- DO learn basic Mandarin phrases before arriving in China. Knowing how to ask prices or for certain foods can go a long way when youÃ¢â‚¬â„¢re in Beijing. English is becoming increasingly common in ChinaÃ¢â‚¬â„¢s capital, but most shop-owners and taxi drivers speak only Mandarin.
- DO carry hand sanitizer and toilet paper or tissues with you at all times. This goes for everything from tourist visits to the Forbidden City to a night out at BeijingÃ¢â‚¬â„¢s finest dive bars. Public bathrooms in Beijing are notorious for being fly-ridden cesspools that reek of feces and filth, and rarely come equipped with toilet paper and soap. YouÃ¢â‚¬â„¢ll get used to the routine of holding your breath and strategically squatting so no personal items touch the ground, but youÃ¢â‚¬â„¢ll thank yourself for being prepared when nature calls. Bear in mind that most public toilets are squatters.
- DO buy a mask to combat the Beijing pollution. Occasionally Beijing sees some gorgeous, cloud-and-smog-free days, but in all likelihood, you will experience some heavily polluted skies while youÃ¢â‚¬â„¢re here. Donning a mask may seem silly, but youÃ¢â‚¬â„¢ll breathe easier if you block some of those heavy chemicals from getting into your lungs.
- DO buy or rent a bicyle while in town. In addition to making travel around the city significantly easier, youÃ¢â‚¬â„¢ll get to see more of Beijing than you would otherwise. Join the throngs of locals who bike through the hutongs or just use the bike as a quick way to avoid sitting in traffic for forty minutes at a clip. Just remember to bike safely after a night in the Sanlitun bars.
- DO sample the street food. Stories of food poisoning abound in China, and rightly so, but chances are youÃ¢â‚¬â„¢ll be fine if you nibble on some yangrou chuanÃ¢â‚¬â„¢r (lamb kebabs) and veggie skewers from late-night vendors. Wash it all down with a cold pijiu(beer) for a quintessential Beijing snack.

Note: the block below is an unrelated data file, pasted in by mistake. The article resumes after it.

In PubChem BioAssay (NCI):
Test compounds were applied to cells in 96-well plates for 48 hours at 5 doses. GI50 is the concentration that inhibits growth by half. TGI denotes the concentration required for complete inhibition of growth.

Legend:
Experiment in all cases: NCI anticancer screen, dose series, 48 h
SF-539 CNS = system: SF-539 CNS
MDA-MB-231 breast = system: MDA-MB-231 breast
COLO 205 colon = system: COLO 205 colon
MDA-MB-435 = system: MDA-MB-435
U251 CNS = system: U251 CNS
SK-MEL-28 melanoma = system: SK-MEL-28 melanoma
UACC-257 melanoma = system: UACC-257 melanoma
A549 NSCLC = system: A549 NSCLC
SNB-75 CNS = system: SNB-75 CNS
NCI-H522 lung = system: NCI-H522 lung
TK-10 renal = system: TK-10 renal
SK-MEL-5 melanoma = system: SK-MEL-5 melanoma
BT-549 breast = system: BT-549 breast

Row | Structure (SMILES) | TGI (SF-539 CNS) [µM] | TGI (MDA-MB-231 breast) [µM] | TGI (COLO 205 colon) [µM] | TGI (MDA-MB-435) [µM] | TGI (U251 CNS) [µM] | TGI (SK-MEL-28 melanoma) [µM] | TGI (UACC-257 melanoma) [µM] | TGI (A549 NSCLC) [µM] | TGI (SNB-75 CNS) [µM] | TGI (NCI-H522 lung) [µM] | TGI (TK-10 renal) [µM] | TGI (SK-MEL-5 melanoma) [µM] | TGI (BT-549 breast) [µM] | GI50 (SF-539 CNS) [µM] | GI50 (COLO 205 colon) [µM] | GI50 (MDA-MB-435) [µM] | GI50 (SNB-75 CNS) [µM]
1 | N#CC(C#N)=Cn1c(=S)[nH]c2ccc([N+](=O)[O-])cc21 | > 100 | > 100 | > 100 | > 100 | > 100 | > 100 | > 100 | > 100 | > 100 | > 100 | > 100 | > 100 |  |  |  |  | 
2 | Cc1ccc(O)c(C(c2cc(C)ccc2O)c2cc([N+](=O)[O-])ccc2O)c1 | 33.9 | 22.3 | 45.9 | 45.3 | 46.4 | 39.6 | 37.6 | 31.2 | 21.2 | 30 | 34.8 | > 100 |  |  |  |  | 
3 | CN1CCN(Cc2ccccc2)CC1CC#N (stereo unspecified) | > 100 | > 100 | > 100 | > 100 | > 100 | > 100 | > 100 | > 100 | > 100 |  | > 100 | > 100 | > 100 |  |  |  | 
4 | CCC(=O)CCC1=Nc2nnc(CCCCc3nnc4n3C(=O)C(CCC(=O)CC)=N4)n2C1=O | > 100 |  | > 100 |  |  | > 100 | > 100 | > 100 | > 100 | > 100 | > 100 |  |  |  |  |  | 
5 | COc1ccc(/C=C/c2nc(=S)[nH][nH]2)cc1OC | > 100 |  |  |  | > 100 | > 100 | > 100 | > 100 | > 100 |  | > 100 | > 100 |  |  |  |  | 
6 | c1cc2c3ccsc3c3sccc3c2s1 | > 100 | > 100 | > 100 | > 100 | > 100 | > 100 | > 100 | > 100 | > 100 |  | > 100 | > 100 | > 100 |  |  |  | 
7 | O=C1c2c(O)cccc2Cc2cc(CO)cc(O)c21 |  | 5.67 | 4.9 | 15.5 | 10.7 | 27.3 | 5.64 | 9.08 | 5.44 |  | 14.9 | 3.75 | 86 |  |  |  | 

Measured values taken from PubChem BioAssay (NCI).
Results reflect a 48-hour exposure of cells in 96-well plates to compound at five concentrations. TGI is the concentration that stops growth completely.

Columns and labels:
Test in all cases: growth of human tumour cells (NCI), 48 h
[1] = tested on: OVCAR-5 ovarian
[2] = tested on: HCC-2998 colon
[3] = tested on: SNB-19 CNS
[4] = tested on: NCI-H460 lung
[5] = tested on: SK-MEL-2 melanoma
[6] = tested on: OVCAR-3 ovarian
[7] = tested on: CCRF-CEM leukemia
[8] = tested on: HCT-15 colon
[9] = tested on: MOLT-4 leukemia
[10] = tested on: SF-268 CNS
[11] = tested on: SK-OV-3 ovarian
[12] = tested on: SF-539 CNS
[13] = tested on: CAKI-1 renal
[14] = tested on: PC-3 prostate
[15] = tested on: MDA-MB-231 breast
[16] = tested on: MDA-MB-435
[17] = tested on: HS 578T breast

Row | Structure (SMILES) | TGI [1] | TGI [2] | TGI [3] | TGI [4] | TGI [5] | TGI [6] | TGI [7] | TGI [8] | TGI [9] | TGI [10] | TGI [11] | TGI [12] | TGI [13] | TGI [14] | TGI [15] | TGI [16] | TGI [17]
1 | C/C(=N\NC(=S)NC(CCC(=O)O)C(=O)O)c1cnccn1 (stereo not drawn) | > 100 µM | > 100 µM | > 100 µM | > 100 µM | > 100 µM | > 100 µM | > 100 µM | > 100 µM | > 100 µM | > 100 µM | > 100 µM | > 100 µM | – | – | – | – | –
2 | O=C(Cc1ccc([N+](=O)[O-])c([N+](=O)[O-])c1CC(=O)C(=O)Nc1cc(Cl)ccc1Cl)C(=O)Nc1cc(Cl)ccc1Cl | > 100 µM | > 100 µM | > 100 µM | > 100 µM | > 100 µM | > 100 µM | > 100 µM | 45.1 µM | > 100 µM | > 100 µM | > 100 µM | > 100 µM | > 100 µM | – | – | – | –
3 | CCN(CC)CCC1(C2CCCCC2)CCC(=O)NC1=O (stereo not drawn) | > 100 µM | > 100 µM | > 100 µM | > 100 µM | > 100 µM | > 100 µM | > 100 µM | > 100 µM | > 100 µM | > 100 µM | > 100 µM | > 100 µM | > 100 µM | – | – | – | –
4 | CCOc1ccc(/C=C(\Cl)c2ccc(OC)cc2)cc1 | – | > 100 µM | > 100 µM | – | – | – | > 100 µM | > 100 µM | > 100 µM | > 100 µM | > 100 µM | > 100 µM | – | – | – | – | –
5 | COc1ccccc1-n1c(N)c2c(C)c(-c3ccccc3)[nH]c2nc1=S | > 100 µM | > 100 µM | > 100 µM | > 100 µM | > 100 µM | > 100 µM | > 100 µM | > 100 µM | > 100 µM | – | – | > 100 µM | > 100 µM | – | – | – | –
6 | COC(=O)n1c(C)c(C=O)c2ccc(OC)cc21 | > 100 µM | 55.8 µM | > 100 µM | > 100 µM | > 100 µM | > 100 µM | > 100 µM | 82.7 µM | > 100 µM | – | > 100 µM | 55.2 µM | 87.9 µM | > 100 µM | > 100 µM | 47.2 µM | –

- DONÃ¢â‚¬â„¢T leave home without a copy of your passport and visa, especially if youÃ¢â‚¬â„¢re in Beijing this summer. A 100-day crackdown campaign on illegal foreigners means thereÃ¢â‚¬â„¢s a chance youÃ¢â‚¬â„¢ll be stopped by local police looking to see if your visa and registration are on the up-and-up.
- DONÃ¢â‚¬â„¢T expect to get anything done in a timely fashion. Beijing is a massive city of 20 million people, which means that sometimes even the simplest tasks take double the time to complete. This includes making a deposit at the bank, dropping by a drug store for a bottle of shampoo, and getting across town on a bus or taxi. If you want to travel hassle-free, give yourself plenty of time to get anywhere, and bring a book or ipod to pass long waits and commutes.
- DONÃ¢â‚¬â„¢T accept the given price for anything at BeijingÃ¢â‚¬â„¢s clothing markets. Haggling is a way of life here, and vendors will often quote foreigners outrageously high prices on goods they can get for much cheaper. This is where learning a few Mandarin phrases comes in handy, as sellers are likely to be a bit more congenial if they think you live here.
- DONÃ¢â‚¬â„¢T get involved in Chinese street brawls, or be surprised when they happen. ItÃ¢â‚¬â„¢s not uncommon to see liquored-up Chinese men wrestling each other on the sidewalk. Good-hearted passersby may find it tempting to break them up, but theyÃ¢â‚¬â„¢ll often shun you and you certainly do not want their rage turned on you.
- DONÃ¢â‚¬â„¢T enter into any business agreement without having the specifics clearly outlined and securing some guarantee of your work and that you will get paid. This will be of most use to ex-pats, but go into any financial interaction with a plan of getting some protection for yourself. Too often you hear stories about foreigners getting ripped off or not being paid for work, so itÃ¢â‚¬â„¢s important to do your research on everything from job prospects to tour companies to avoid being scammed.